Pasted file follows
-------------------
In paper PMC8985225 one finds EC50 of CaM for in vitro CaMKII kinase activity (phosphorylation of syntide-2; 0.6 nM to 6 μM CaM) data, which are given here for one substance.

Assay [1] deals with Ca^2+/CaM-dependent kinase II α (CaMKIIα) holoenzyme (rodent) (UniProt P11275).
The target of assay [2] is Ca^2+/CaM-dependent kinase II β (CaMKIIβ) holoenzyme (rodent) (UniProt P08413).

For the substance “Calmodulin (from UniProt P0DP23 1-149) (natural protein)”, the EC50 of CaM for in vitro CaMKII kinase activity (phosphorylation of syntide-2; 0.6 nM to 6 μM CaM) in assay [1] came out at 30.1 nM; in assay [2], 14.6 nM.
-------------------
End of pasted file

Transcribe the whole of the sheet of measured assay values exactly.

In paper PMC8985225 one finds EC50 of CaM for in vitro CaMKII kinase activity (phosphorylation of syntide-2; 0.6 nM to 6 μM CaM) data, which are given here for one substance.

Assay [1] deals with Ca^2+/CaM-dependent kinase II α (CaMKIIα) holoenzyme (rodent) (UniProt P11275).
The target of assay [2] is Ca^2+/CaM-dependent kinase II β (CaMKIIβ) holoenzyme (rodent) (UniProt P08413).

For the substance “Calmodulin (from UniProt P0DP23 1-149) (natural protein)”, the EC50 of CaM for in vitro CaMKII kinase activity (phosphorylation of syntide-2; 0.6 nM to 6 μM CaM) in assay [1] came out at 30.1 nM; in assay [2], 14.6 nM.